Environmental engineers face four major water resource management challenges in Texas. If these challenges are not overcome Texas will experience a water crisis. OEI’s President says these challenges can work together to solve the Texas water resource management problem.
Did you know the average cost to design and build a new reservoir is $1 billion? These types of water resource management projects also take around 50 years to complete. In addition to time and money there are also environmental and social effects to take into consideration.
The Four Water Resource Management Challenges
- Droughts. Seasons of low precipitation threaten the water supply of Texas by creating high demand for stored water resources.
- Floods. Floods cause extensive damage leading to the loss of billions of dollars and loss of life.
- Aquifer Depletion. The largest aquifer in Texas is depleting. The remaining groundwater resources in the state are brackish and cannot be used for drinking water.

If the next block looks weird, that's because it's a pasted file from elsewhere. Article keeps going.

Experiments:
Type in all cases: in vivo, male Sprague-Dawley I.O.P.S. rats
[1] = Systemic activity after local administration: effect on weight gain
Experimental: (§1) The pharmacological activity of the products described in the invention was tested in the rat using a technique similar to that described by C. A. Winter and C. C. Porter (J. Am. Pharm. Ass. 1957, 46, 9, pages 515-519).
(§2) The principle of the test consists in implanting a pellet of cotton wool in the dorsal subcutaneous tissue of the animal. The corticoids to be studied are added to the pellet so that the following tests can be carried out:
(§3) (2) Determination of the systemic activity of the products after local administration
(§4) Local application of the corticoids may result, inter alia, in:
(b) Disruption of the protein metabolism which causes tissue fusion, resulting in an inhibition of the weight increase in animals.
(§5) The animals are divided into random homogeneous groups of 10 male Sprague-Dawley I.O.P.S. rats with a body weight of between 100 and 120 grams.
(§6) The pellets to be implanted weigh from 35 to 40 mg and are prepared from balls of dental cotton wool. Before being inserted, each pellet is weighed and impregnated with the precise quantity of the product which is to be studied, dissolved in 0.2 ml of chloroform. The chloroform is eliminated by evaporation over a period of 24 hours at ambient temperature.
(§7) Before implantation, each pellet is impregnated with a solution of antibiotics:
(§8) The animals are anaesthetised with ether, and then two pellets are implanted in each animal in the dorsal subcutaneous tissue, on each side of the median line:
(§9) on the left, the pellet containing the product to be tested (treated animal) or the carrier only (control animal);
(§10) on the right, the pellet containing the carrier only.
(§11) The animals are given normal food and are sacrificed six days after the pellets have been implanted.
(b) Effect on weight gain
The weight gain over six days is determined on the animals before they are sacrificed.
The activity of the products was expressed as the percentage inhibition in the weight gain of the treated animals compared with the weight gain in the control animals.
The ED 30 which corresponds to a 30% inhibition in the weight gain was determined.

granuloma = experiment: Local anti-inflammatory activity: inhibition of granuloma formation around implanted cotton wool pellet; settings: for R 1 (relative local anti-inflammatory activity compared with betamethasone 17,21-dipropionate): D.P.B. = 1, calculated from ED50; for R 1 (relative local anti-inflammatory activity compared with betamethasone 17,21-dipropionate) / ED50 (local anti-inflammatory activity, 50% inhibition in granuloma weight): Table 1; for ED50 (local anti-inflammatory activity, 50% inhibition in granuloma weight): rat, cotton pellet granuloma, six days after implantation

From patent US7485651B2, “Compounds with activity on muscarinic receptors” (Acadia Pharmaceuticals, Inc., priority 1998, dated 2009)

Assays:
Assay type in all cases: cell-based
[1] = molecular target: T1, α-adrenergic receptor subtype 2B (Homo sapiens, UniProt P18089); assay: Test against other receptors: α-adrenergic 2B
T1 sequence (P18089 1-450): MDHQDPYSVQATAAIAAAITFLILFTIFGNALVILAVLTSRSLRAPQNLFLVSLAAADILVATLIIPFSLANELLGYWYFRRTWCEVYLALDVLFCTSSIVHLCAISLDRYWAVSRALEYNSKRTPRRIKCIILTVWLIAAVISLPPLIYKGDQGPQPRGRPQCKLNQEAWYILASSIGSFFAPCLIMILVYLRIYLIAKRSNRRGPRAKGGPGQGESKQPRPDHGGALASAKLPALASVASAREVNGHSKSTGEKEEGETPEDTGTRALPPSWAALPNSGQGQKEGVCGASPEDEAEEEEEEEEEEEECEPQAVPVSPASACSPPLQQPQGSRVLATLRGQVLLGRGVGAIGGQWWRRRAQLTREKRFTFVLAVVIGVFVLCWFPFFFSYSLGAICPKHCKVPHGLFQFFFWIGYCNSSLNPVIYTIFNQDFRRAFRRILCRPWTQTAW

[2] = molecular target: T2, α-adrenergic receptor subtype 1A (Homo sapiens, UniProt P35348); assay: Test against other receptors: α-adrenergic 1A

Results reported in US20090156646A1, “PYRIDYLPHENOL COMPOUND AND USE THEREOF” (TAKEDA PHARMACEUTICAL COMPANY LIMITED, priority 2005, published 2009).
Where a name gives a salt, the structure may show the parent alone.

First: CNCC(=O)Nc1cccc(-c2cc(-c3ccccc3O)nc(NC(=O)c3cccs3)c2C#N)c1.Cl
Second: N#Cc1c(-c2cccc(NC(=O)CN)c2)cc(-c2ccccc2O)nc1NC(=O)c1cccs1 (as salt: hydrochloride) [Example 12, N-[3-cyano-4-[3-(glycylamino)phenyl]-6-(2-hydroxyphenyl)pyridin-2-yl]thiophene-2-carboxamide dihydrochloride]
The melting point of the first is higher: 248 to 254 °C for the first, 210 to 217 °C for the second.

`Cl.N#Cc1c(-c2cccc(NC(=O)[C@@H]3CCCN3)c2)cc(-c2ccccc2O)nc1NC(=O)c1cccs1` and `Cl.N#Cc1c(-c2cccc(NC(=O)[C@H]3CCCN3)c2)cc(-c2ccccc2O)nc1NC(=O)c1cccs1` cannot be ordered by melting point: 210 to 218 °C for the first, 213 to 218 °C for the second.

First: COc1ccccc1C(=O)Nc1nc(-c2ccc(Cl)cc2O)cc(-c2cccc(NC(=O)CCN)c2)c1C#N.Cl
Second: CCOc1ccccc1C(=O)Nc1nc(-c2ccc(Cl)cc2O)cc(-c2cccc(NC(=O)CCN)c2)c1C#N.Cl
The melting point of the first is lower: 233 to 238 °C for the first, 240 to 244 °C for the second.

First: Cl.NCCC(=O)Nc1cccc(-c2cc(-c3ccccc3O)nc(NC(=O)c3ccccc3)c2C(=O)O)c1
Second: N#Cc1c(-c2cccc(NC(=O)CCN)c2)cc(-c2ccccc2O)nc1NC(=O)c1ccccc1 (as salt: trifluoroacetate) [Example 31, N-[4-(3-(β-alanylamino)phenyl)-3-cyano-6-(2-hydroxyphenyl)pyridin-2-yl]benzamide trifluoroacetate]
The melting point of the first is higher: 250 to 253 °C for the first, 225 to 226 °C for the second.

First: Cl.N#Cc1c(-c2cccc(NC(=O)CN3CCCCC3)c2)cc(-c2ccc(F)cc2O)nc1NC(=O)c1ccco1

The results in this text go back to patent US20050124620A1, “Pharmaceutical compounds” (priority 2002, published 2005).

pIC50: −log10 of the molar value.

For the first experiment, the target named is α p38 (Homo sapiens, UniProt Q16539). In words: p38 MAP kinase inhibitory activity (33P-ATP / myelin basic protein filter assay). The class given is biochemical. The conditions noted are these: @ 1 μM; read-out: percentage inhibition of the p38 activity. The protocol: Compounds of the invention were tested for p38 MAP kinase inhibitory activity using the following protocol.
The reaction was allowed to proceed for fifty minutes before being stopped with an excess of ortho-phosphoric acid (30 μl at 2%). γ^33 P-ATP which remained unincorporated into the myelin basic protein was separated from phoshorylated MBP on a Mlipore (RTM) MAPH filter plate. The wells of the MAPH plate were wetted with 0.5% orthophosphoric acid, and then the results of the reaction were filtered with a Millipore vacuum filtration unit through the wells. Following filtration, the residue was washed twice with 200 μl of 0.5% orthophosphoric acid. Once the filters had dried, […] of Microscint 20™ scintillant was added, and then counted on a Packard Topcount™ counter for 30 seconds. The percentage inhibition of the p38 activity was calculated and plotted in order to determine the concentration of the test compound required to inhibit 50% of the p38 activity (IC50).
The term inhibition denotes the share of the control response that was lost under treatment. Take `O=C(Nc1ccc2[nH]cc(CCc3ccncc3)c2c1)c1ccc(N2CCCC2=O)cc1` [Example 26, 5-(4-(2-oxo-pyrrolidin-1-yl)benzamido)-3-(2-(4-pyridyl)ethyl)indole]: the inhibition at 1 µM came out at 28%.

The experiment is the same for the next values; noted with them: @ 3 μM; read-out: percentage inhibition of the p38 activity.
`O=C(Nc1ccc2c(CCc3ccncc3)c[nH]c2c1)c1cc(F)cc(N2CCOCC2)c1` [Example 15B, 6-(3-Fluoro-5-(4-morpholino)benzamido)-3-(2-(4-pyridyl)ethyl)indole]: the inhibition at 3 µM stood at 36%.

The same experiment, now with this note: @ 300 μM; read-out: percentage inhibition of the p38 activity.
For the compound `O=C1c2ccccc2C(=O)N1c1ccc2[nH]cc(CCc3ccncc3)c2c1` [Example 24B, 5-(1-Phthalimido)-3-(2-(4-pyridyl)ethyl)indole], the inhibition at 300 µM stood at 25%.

- Aging Dams. Texas has many dams but most lack the necessary funds for maintenance.
OEI President Jim O’Brien has a potential patent pending solution. This solution is a water grid system that manages water through the entire process from rainfall to resource use and treatment.
Few of the existing dams in Texas are used for flood control or a water supply. By creating a statewide water grid aging dams can be adapted to reduce flooding and produce a water supply.
The revenue created from this supply can be used to maintain the system and pay for its initial design and construction.
Flood water can also be used to replenish aquifer levels. With proper water resource management these replenished levels can create sustainable water resources.
Jim O’Brien’s revolutionary fourfold solution to Texas water resource management challenges is called One Water. Solved. Visit the website to see the latest developments and news surrounding partnerships and limited-scope trials. Learn what you can do to build a Texas Water Grid that will protect Texans for generations and provide much-needed water independence. Or, contact us today to find out what’s needed to keep the plan moving forward.